Neugebauer and Reps. David Scott, D-Ga., Austin Scott, R-Ga., and Rick Allen, R-Ga., all asked Vilsack about cotton prices, which the secretary said is a difficult problem to address.

Prices are so low, Austin Scott said, that he is worried that farmers will reduce their cotton acreage by more than the 15 percent that the National Cotton Council recently announced in its intended plantings report. Scott said he is also worried about reports that Pakistan may increase cotton plantings.

But Vilsack said he was heartened by Trade Representative Michael Froman’s announcement today that the U.S. government will challenge China’s export subsidies in the World Trade Organization. Vilsack also said he has urged China to be more transparent about its stockpiles of cotton.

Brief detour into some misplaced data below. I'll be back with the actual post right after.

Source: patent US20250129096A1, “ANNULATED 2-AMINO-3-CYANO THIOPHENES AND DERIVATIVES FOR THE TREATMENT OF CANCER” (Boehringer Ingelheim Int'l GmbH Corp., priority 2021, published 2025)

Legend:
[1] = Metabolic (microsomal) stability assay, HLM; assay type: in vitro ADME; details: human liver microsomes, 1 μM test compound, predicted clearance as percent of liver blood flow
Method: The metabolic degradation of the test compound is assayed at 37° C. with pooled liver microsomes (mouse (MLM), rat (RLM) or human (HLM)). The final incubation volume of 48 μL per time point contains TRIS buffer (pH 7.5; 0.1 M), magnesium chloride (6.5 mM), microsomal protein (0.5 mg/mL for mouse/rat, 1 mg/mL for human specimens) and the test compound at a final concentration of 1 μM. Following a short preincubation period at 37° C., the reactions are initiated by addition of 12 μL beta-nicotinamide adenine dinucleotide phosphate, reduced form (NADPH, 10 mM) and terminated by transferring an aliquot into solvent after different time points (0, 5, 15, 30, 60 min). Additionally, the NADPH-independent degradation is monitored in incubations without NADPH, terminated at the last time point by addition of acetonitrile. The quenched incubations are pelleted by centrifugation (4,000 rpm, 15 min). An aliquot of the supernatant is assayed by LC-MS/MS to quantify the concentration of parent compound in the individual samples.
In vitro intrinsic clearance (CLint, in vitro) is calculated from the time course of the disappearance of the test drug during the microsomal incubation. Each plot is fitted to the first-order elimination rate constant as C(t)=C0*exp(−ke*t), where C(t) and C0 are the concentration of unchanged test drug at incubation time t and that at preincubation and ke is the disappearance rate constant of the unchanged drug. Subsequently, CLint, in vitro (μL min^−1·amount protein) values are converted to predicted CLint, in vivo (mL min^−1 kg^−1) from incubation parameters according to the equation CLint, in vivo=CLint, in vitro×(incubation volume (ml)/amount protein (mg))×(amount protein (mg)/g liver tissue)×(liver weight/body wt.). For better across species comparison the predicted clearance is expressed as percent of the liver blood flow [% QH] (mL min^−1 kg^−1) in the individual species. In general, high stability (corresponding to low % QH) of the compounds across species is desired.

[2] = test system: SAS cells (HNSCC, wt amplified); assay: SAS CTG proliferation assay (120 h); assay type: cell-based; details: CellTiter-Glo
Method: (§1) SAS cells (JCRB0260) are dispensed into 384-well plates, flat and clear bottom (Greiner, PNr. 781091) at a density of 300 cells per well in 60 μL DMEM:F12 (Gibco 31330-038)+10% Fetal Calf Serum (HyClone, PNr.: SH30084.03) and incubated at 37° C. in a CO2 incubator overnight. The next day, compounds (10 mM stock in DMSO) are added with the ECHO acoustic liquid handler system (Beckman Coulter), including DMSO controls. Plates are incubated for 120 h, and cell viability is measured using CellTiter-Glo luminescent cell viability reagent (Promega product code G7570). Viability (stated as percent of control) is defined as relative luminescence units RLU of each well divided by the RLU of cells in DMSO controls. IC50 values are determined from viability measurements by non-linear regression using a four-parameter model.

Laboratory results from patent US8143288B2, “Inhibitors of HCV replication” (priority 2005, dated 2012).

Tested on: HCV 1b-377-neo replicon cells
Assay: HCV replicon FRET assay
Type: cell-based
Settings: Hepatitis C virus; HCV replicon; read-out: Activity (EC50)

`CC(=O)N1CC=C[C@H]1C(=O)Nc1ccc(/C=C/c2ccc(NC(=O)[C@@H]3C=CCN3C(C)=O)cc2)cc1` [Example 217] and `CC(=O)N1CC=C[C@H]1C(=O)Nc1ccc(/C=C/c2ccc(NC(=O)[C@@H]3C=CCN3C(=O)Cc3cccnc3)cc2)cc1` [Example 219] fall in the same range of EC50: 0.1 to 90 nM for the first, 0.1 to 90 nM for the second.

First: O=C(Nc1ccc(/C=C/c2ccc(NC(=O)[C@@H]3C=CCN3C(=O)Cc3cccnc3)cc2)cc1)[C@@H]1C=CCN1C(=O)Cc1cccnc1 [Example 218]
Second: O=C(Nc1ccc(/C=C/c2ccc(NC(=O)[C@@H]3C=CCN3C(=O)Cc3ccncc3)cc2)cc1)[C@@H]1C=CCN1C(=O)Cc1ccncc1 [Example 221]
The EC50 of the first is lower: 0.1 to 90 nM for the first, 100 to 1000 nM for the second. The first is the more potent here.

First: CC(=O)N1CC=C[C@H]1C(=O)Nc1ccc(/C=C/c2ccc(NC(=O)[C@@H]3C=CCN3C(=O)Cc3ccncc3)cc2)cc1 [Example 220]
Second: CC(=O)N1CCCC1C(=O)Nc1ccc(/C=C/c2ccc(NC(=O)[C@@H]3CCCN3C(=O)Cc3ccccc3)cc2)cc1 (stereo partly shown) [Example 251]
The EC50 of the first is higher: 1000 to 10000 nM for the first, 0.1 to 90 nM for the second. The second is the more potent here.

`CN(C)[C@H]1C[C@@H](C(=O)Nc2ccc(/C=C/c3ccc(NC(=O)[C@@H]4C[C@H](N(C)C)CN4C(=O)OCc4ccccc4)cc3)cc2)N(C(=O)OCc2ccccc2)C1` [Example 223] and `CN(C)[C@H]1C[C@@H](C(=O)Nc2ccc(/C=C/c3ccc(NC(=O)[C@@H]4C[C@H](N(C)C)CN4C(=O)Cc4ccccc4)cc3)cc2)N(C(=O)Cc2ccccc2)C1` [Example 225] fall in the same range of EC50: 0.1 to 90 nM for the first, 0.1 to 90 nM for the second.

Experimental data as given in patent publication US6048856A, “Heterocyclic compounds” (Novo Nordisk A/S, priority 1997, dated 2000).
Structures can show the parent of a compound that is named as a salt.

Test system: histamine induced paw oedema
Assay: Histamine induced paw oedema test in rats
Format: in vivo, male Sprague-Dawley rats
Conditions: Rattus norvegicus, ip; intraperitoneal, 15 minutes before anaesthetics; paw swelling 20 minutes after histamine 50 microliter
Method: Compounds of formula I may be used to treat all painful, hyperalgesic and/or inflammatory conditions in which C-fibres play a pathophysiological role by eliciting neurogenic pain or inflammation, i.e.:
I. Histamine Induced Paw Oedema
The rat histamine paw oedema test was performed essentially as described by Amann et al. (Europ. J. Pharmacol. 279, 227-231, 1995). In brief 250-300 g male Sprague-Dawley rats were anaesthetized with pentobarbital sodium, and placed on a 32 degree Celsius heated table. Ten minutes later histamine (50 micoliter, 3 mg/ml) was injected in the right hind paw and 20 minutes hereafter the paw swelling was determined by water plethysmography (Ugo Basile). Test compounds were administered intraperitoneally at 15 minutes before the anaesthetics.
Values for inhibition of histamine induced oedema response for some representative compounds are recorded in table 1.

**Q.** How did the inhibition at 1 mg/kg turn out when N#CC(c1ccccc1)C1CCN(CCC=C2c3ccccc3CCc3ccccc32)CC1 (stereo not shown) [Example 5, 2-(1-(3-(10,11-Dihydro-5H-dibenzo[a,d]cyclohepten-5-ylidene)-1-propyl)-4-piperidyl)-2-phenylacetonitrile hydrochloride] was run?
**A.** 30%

Vilsack remarked that the Chinese “are sometimes unpredictable in their approach toward trade.”


Rep. David Scott pointed out the federal government’s “drastic decline” in its purchases of peanut butter.

Vilsack said he would assign Deputy Agriculture Secretary Krysta Harden, a Georgia native, to that issue.

Rep. Ted Yoho, R-Fla., also raised the peanut issue, saying that “we have to increase consumption” and suggesting that it be included in food aid.


Several members asked Vilsack about the department’s views on the country-of-origin labeling of red meat controversy with Canada. Vilsack repeated previous statements that nothing is likely to happen until the appeal of the World Trade Organization case is exhausted.

If the United States loses the case, Canada and Mexico will have the right to retaliate and the United States will enter into negotiations about the extent of the damages.